"(The friend group) is a bunch of normal Mexican kids accepting this weird emo into their friend group," Castillo said. "I think, like, my mom realized, 'Oh, it's not that bad. The world won’t ever punish her for being different.'"

After that, Castillo's mom loosened her grip on her child's expression — Castillo was allowed to cut her hair even shorter, something she knows other children's parents would've forbidden.

Mike Syfritt, known to his friends as "Cyberpunk Mike," was decked out in his full "death rock" outfit — head-to-toe in black, with dark pants, a patch-covered denim jacket and gauges that jutted out from each ear like horns — while he waited to filter onto the ASU shuttle from the Polytechnic campus to Tempe. Even though he had ridden the bus numerous times without a hitch, he was suddenly asked to present his ASU ID to board the shuttle, which he attributed to his eye-catching appearance.

Syfritt, who is a returning student studying media arts and sciences, has long been a veteran of the alternative scene. Since being introduced to alternative culture as a teen in the '80s, Syfritt's lived through decades of different styles and subcultures. While he's learned that people nowadays seem to be more accepting of alternative styles, his experience on the shuttle made him reconsider.

Syfritt doesn't always dress to stand out — at networking events, he tries to fit in even though his many tattoos and piercings still distinguish him from the crowd.

"I almost have to put on a costume no matter where I go," Syfritt said. "If I'm going into the goth scene, I'm going to dress like a goth. If I'm going into the corporate scene, I've got to put on a button-down shirt and jeans."

When he has gone out dressed head to toe in his alternative style, his polarizing fashion garners one of two reactions from passersby: extreme intrigue or extreme repulsion. 

Dressing up and standing up

Alternative styles have a long history with various underground subcultures. While these subcultures all diverged from the mainstream, many did so out of necessity. Many marginalized groups, like LGBTQ+ people, have long had a tie to alternative culture.

"I feel like in today's society, like, they're almost like the epitome of our culture," Syfritt said. "That whole community is just accepting of everybody for whatever they are, whoever they are."

In many ways, it's not surprising that alternative fashion has become a sanctuary for LGBTQ+ people, who were long pushed underground and shut out from mainstream society. Rebellion against the status quo and political discontent have been hallmarks of alternative culture for decades.

Being political is the "precedence behind being alternative," Syfritt said. 

Because of the close tie between the two groups, recent political backlash against LGBTQ+ people has directly impacted the goth community, said Giselle Torres, an ASU alum who participates in the Arizona goth scene.

As of early February, the ACLU has classified 11 Arizona bills as "anti-LGBTQ." In 2023, the Arizona Legislature attempted to pass four bills governing drag shows that restricted them to certain times of day, required them to obtain permits and criminalized the performance of drag on public property or wherever it "could be viewed by a minor." The bills were able to pass the Arizona Senate, but they were ultimately vetoed by Gov. Katie Hobbs.

On campus, ASU PD said it was investigating an incident last semester in which a queer ASU professor was allegedly attacked by members of right-wing group Turning Point USA as a hate crime.

During times of political hostility, goth spaces have stood as sanctuaries for those in the LGBTQ+ community, Torres said. She believes the connection between the two communities was forged around both groups' tendency to subvert traditional gender roles and diverge from societal norms.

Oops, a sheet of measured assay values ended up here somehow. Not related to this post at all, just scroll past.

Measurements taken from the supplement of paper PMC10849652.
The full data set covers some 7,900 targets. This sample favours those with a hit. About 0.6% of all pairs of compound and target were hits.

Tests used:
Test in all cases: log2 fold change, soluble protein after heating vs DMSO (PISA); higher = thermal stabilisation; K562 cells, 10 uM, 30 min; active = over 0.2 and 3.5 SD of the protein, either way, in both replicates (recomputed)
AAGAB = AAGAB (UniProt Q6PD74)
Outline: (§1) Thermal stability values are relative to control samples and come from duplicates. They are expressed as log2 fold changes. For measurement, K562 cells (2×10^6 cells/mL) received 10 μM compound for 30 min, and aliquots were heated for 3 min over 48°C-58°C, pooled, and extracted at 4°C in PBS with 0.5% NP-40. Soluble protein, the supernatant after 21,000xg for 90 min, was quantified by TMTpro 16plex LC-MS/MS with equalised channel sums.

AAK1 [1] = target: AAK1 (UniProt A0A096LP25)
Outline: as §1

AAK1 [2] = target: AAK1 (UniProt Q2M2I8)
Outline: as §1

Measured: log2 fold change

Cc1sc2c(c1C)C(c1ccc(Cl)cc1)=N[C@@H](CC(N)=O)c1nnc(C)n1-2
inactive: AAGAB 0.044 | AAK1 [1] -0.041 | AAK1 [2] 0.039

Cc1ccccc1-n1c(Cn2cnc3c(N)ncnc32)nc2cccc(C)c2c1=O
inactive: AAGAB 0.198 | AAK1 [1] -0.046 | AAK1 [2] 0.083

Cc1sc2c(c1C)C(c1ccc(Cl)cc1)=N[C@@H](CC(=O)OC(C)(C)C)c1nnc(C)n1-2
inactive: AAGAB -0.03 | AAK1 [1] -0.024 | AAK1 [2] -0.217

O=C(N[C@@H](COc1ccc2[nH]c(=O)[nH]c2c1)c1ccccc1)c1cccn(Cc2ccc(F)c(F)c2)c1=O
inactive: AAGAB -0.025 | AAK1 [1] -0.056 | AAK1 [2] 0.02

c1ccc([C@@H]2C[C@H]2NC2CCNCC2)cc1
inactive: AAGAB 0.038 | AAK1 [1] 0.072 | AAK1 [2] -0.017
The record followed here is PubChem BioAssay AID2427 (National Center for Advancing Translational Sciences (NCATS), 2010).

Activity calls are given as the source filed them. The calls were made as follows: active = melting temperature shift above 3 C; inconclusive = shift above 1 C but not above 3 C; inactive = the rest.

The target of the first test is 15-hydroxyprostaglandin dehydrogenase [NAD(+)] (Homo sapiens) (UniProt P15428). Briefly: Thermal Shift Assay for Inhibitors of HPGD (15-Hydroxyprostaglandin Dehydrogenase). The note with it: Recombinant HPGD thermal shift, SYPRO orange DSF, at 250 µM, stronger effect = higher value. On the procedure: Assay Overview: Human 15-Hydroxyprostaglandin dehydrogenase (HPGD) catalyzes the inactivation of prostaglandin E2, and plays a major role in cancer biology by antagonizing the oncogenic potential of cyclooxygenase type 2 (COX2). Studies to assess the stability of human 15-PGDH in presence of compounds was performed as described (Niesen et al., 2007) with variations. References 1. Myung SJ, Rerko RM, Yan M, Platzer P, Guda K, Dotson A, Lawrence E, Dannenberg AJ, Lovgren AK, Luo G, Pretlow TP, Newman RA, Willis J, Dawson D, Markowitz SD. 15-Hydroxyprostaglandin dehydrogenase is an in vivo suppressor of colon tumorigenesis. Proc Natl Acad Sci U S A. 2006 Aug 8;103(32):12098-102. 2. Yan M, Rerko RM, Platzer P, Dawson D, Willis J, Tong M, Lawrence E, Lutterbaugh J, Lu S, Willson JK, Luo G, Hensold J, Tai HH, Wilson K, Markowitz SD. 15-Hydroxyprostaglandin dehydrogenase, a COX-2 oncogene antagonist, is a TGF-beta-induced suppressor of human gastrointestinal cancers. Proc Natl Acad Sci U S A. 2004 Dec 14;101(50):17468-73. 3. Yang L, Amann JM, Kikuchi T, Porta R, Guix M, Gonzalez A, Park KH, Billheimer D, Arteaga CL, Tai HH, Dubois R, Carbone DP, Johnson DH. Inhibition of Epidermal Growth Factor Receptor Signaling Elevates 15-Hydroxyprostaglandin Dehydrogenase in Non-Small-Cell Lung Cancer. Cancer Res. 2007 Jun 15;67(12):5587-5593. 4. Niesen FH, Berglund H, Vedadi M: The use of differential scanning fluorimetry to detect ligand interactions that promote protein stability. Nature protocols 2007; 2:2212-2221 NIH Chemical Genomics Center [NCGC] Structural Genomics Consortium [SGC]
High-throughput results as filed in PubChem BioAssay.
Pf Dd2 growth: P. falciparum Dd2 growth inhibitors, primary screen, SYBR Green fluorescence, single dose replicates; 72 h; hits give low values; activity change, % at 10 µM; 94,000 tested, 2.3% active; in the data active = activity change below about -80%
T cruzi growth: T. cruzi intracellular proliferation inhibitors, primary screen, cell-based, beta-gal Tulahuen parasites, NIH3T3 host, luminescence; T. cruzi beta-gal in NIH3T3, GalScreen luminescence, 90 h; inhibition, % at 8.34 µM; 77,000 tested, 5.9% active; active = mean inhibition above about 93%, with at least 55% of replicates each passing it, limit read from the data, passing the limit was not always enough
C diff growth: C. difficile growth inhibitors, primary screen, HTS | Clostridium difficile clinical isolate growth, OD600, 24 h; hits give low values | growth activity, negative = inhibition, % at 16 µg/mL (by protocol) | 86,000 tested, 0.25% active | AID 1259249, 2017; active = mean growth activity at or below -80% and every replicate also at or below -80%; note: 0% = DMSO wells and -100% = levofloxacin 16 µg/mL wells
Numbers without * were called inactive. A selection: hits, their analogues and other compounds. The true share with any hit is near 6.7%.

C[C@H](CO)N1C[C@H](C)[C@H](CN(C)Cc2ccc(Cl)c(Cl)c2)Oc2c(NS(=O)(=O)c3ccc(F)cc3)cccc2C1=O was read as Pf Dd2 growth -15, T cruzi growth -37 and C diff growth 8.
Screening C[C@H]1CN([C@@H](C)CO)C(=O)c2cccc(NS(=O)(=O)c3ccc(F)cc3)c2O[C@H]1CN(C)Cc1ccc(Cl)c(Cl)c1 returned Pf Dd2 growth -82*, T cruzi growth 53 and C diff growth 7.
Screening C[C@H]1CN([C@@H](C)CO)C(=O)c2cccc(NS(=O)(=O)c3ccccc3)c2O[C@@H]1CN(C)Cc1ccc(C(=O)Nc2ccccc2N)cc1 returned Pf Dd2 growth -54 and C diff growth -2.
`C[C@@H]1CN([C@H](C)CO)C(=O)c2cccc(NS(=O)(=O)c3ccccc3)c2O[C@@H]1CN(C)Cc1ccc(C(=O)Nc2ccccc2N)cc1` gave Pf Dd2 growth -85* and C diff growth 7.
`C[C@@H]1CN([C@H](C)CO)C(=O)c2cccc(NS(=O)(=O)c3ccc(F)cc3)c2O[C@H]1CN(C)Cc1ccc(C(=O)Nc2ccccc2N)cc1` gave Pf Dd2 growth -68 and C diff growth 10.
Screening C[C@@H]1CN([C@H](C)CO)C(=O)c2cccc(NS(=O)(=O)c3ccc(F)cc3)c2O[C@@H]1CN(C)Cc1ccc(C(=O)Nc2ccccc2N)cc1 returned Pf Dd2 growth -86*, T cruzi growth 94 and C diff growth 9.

"You know, the whole topic of being alternative is you're doing something outside the norm," Syfritt said. "You're making a statement in whatever element that you want, and every statement that's made can be political."

Alternative culture

Even though those who dress alternatively suffer harassment and negative stereotypes, many still find a home in a vibrant and diverse community. As a broad label, alternative style can be hard to nail down definitively, but in Syfritt's opinion, it's "just anything that's not corporate."

"You know, goths are all just nerds that just don't fit in anywhere else," he said. "They're nerdy outcasts that veer on the darker side of life."

When she came to ASU, Torres found that college was a welcome space to express herself in ways she wasn't able to when she was living with her parents. For the first time, she would often receive compliments on her outfits.

Her favorite memory was during Halloween, when she teased her hair up into a giant deathhawk, a mohawk-like hairstyle that's characterized by long, backcombed hair on top with the sides shaved.

"There would be kids walking around campus in their little Disney princess costumes, and they'd be like, 'I like your hair,'" she said. "And I'd be like, 'Heck yeah.'"

The moment Taylor stepped outside the Starbucks at the Memorial Union, a girl complimented her outfit. Adorned in a lacy black top and skirt with a furry cheetah-print jacket and a statement red pendant, she was dressed to the nines.

Music, which has long had a presence in alternative culture, has heavily influenced her style. In fact, it was only when Taylor began getting into metal music that she started experimenting with darker styles.

"I want other people to ... look at me and be like, 'Oh, that bitch probably listens to metal,' and then come up to me," she said. "Then we can share interests."

Even though Taylor hasn't found a large alternative community on campus, she said her personal style hasn't kept her from making friends with students who don't dress like her.

"Basic bitches love me," she said.

Edited by Camila Pedrosa, Savannah Dagupion and Madeline Nguyen. 

This story is part of The Culture Issue, which was released on Feb. 28, 2024. See the entire publication here.

Reach the reporter at and follow @BippusKeetra on X. 

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Keetra BippusMagazine Reporter

Keetra Bippus is a reporter for State Press Magazine and a journalism student at Walter Cronkite School of Journalism and Mass Communication. She's previously reported for AZ Big Media and the Downtown Devil.